More than any other factor, conservatives paved the way for Santorum's victory. Santorum beat Wofford by 54 points among conservatives who represented 40 percent of voters, up from 26 percent of all voters in 1992. Santorum was strongly supported by many conservative groups, particularly the Christian right, sportsmen's organizations, and pro-life groups. Wofford carried liberals overwhelmingly (80% to 18%) and handily beat Santorum among moderates (55% to 40%). But conservatives represented too much of the 1994 electorate to permit for a Wofford victory.
By comparison, Santorum attracted a greater proportion of Republican and conservative voters than did Ridge. Compared to Ridge, he received more votes from gun owners (57% to 53% for Ridge), talk radio listeners (60% to 52% for Ridge) and pro-lifers (67% to 48% for Ridge).

2. Catholics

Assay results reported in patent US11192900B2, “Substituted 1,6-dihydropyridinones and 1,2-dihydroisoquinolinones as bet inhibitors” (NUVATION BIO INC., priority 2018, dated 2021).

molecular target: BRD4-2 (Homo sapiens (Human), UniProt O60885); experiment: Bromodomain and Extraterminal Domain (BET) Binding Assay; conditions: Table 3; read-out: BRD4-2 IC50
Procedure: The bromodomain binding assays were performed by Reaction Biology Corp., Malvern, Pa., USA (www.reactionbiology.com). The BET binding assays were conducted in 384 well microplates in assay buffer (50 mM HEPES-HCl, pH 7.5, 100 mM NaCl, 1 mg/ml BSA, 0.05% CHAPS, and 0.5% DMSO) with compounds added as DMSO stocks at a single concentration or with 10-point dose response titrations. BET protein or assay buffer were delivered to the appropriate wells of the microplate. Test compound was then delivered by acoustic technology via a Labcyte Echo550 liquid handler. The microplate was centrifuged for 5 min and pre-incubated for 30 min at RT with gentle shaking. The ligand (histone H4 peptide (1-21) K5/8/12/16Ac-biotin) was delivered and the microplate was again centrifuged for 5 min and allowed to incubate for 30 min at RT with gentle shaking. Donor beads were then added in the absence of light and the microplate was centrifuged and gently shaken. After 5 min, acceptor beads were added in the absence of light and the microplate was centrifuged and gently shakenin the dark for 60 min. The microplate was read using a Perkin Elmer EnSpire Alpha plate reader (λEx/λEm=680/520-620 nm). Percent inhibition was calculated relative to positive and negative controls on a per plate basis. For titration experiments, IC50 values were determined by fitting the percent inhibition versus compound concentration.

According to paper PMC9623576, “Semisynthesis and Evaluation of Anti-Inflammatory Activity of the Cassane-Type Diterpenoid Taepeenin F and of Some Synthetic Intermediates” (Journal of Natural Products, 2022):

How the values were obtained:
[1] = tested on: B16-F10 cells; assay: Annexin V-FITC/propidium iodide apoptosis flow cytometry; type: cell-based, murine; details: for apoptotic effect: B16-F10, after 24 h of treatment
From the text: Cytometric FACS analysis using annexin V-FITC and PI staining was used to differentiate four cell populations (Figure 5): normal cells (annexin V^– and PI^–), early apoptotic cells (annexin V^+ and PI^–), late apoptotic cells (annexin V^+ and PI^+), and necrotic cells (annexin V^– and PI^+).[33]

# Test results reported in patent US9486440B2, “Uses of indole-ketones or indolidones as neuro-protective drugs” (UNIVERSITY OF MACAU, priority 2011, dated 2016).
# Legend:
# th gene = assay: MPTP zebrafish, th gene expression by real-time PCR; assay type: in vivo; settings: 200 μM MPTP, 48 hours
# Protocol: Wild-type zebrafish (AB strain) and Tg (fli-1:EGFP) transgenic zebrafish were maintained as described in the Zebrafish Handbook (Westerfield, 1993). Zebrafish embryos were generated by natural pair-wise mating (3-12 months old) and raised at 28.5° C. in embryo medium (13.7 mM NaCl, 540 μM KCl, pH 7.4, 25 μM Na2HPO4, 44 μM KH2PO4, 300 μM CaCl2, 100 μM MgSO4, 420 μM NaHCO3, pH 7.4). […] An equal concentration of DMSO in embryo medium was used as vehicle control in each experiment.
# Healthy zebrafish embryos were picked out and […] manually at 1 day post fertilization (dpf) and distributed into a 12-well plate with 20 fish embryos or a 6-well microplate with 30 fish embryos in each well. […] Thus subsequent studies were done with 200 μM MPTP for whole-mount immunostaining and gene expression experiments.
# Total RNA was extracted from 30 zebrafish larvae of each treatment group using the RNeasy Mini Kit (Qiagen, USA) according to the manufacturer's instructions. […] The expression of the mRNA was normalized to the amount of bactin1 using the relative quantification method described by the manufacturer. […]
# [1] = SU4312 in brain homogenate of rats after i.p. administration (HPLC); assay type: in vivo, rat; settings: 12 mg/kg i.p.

Democratic victories in Pennsylvania are usually accompanied by sizable Catholic pluralities. Santorum's ability to attract Catholic voters was an important factor in his narrow victory. Democratic support from Catholics dropped seven points from 1992, when Democratic Senate candidate Lynn Yeakel beat Republic Senator Arlen Specter, 55 percent to 45 percent among Catholic voters. Both Santorum and Ridge evenly divided Catholic voters with their Democratic opponents.

3. White Men and Women

Much has been written about 1994 being nationally the year of the angry white male. In recent years, white men have been deserting the Democratic party. Although they were not all angry, white men voted heavily Republican in the U.S. Senate race (55% to 41 %). Less well known is the fact that white women, the cornerstone of most Democratic electoral victories, deserted to Pennsylvania's Republican gubernatorial and senate (53% to 43%) candidates. In the 1992 Senate race, Lynn Yeakel beat Arlen Specter 52 percent to 48 percent among white women.

4. Middle Class